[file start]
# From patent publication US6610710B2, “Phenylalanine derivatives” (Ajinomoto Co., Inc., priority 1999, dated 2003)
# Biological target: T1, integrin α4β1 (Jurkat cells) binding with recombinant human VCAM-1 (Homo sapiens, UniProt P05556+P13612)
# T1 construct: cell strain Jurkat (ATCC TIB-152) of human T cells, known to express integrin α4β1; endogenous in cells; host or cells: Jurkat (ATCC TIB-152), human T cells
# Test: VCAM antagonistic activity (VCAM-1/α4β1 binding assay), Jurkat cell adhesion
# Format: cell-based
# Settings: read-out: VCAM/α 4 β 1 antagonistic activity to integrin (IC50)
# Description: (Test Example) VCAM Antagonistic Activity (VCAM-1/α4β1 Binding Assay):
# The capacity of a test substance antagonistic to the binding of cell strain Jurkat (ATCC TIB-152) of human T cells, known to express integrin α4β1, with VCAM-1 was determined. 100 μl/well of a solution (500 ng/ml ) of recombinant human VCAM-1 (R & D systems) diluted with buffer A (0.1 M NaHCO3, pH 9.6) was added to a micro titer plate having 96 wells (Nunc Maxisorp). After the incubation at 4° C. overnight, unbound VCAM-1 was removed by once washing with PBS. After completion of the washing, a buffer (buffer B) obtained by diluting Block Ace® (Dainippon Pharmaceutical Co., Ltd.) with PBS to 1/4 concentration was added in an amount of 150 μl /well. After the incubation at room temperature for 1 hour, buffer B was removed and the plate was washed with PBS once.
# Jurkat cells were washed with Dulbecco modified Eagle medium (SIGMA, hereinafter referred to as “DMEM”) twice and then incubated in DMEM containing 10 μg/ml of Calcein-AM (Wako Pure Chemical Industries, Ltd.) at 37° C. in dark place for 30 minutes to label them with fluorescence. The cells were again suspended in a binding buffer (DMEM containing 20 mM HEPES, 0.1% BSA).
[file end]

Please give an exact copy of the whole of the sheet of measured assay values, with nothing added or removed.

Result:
# From patent publication US6610710B2, “Phenylalanine derivatives” (Ajinomoto Co., Inc., priority 1999, dated 2003)
# Biological target: T1, integrin α4β1 (Jurkat cells) binding with recombinant human VCAM-1 (Homo sapiens, UniProt P05556+P13612)
# T1 construct: cell strain Jurkat (ATCC TIB-152) of human T cells, known to express integrin α4β1; endogenous in cells; host or cells: Jurkat (ATCC TIB-152), human T cells
# Test: VCAM antagonistic activity (VCAM-1/α4β1 binding assay), Jurkat cell adhesion
# Format: cell-based
# Settings: read-out: VCAM/α 4 β 1 antagonistic activity to integrin (IC50)
# Description: (Test Example) VCAM Antagonistic Activity (VCAM-1/α4β1 Binding Assay):
# The capacity of a test substance antagonistic to the binding of cell strain Jurkat (ATCC TIB-152) of human T cells, known to express integrin α4β1, with VCAM-1 was determined. 100 μl/well of a solution (500 ng/ml ) of recombinant human VCAM-1 (R & D systems) diluted with buffer A (0.1 M NaHCO3, pH 9.6) was added to a micro titer plate having 96 wells (Nunc Maxisorp). After the incubation at 4° C. overnight, unbound VCAM-1 was removed by once washing with PBS. After completion of the washing, a buffer (buffer B) obtained by diluting Block Ace® (Dainippon Pharmaceutical Co., Ltd.) with PBS to 1/4 concentration was added in an amount of 150 μl /well. After the incubation at room temperature for 1 hour, buffer B was removed and the plate was washed with PBS once.
# Jurkat cells were washed with Dulbecco modified Eagle medium (SIGMA, hereinafter referred to as “DMEM”) twice and then incubated in DMEM containing 10 μg/ml of Calcein-AM (Wako Pure Chemical Industries, Ltd.) at 37° C. in dark place for 30 minutes to label them with fluorescence. The cells were again suspended in a binding buffer (DMEM containing 20 mM HEPES, 0.1% BSA).